Written by Cassius Methyl
“Wage slavery” may be considered an exaggerated phrase for what United States citizens face, to make enough federal reserve notes to pay for housing in an increasingly expensive housing market. However, the situation still places a particularly confusing obstacle in the way of a person forming a complete, clear worldview.
It should humble and sadden Americans to know that Chinese wage slaves are much more literally enslaved, with suicide nets preventing them from quitting their jobs the “final” way, or that Mexican immigrants are often forced to work laborious jobs with little pay in America to feed their families while risking deportation.
However, average Americans are in another kind of indentured servitude that is much more insidious and unique: working 9 to 5 style jobs for large corporations and well established near-monopolies, with little consideration for the longterm socioeconomic impact of supporting such an entity: with little understanding of how the companies may be devastating other parts of the world, or even the U.S.
One of the prime factors in cultivating the “American indoctrination mentality,” if you will, is the fact that Americans working 9 to 5 style jobs don’t have enough time to read or learn about the world on a regular basis. In turn, this enables the American powers that be, and stifles the incredible opportunity at our fingertips if we could just get our minds right.
People who work laborious jobs, for instance Mexican immigrants, at least have a hardened sense for labor and are humbled by that experience. It’s the same type of humble you might find in a Cuban person, or a man from Pakistan: without making broad generalizations, there’s a kind of “sense” instilled in people who have had it really rough.
The people who have had it just easy enough to graduate high school, secure a 9 to 5 style job, and retire to their couches to indulge in substance-less television every night are following a route set out to render them docile and uneducated. To a foreigner, it must be such an incredible waste of opportunity.
An “education” is certainly not necessarily a college degree: an education is derived from hours of work every single day experiencing real life. It could be derived from doing recreational research on the internet for an hour a day, or seeking out sources of daily info.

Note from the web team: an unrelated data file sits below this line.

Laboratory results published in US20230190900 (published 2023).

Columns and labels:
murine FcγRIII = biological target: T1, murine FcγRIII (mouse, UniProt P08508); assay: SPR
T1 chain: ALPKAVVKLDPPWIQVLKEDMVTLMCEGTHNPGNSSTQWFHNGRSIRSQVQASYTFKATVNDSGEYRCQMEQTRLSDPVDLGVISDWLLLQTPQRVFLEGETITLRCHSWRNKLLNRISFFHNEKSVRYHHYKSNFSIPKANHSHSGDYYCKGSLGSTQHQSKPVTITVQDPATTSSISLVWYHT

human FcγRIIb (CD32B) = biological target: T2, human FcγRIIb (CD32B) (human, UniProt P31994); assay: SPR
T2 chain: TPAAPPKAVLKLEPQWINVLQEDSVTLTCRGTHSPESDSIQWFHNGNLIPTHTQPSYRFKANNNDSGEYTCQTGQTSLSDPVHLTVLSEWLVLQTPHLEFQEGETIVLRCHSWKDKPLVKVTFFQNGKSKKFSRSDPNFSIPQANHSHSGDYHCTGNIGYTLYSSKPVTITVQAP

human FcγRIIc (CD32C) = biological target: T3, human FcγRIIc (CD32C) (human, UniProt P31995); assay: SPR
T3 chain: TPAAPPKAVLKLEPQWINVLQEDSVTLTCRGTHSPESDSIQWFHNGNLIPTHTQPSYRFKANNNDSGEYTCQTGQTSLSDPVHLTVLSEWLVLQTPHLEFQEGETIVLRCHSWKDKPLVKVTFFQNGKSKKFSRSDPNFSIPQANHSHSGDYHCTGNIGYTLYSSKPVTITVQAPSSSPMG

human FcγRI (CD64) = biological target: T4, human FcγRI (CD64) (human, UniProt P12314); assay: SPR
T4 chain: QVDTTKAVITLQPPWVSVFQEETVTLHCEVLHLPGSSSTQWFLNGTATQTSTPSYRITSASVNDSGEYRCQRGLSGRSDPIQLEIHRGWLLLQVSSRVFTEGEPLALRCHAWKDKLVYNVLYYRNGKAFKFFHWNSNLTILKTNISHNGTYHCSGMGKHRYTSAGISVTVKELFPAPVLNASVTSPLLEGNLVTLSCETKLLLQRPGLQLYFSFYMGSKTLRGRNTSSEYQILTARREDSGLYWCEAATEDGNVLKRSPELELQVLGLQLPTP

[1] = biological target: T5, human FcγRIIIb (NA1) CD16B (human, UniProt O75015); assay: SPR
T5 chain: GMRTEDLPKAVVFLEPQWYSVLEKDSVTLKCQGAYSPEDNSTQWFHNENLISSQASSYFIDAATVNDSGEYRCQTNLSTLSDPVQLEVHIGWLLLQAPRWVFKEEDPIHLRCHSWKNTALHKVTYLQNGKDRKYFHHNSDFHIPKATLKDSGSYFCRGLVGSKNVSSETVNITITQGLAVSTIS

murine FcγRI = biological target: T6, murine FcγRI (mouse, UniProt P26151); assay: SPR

An education could be derived from simply challenging oneself to finding a new, genuinely educational documentary to watch every day instead of a television program with little educational value.
The point of this article is to say that human beings require real education: human beings require spending hours every day having real life experience, doing things, learning trades, crafts and skills.
The point is, there are certain mental practices and social obligations we neglect as Americans. Many would say that it’s purposefully constructed this way to keep the population docile enough for this whole “system” to work.
We have to keep hunting for dollars, squandering any chance of using our relative (but decreasing) freedom and prosperity to make a better future.
Whether you believe it is kind of constructed, or the pieces just fell together like this, the bottom line is we are not taking advantage of the internet, of this vast wealth of knowledge right at our fingertips, like we could if we gave it our best.
Let’s give it our best. Let’s use technology to our greatest capacity and challenge ourselves to learn something new every single day, regardless of how many hours we have to work.
Originally posted @ Era of Wisdom